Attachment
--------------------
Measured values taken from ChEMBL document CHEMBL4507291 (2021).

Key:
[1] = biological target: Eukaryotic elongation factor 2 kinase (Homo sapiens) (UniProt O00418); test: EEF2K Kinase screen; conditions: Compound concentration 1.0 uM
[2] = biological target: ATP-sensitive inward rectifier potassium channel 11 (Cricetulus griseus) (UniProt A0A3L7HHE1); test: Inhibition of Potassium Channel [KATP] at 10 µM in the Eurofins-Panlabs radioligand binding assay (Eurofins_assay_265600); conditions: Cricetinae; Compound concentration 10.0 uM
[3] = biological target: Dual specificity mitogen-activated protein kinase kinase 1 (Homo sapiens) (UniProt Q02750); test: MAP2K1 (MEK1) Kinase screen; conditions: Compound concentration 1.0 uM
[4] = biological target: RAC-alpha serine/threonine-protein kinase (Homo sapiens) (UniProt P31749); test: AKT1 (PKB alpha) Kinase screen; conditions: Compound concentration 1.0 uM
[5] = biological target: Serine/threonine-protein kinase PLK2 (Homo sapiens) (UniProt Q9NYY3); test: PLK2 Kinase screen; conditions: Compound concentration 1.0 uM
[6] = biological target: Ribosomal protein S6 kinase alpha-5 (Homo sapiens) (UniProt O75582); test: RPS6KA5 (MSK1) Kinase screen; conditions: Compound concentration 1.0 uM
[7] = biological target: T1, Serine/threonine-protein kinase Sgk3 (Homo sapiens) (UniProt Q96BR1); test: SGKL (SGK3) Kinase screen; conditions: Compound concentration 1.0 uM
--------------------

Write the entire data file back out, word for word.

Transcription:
Measured values taken from ChEMBL document CHEMBL4507291 (2021).

Key:
[1] = biological target: Eukaryotic elongation factor 2 kinase (Homo sapiens) (UniProt O00418); test: EEF2K Kinase screen; conditions: Compound concentration 1.0 uM
[2] = biological target: ATP-sensitive inward rectifier potassium channel 11 (Cricetulus griseus) (UniProt A0A3L7HHE1); test: Inhibition of Potassium Channel [KATP] at 10 µM in the Eurofins-Panlabs radioligand binding assay (Eurofins_assay_265600); conditions: Cricetinae; Compound concentration 10.0 uM
[3] = biological target: Dual specificity mitogen-activated protein kinase kinase 1 (Homo sapiens) (UniProt Q02750); test: MAP2K1 (MEK1) Kinase screen; conditions: Compound concentration 1.0 uM
[4] = biological target: RAC-alpha serine/threonine-protein kinase (Homo sapiens) (UniProt P31749); test: AKT1 (PKB alpha) Kinase screen; conditions: Compound concentration 1.0 uM
[5] = biological target: Serine/threonine-protein kinase PLK2 (Homo sapiens) (UniProt Q9NYY3); test: PLK2 Kinase screen; conditions: Compound concentration 1.0 uM
[6] = biological target: Ribosomal protein S6 kinase alpha-5 (Homo sapiens) (UniProt O75582); test: RPS6KA5 (MSK1) Kinase screen; conditions: Compound concentration 1.0 uM
[7] = biological target: T1, Serine/threonine-protein kinase Sgk3 (Homo sapiens) (UniProt Q96BR1); test: SGKL (SGK3) Kinase screen; conditions: Compound concentration 1.0 uM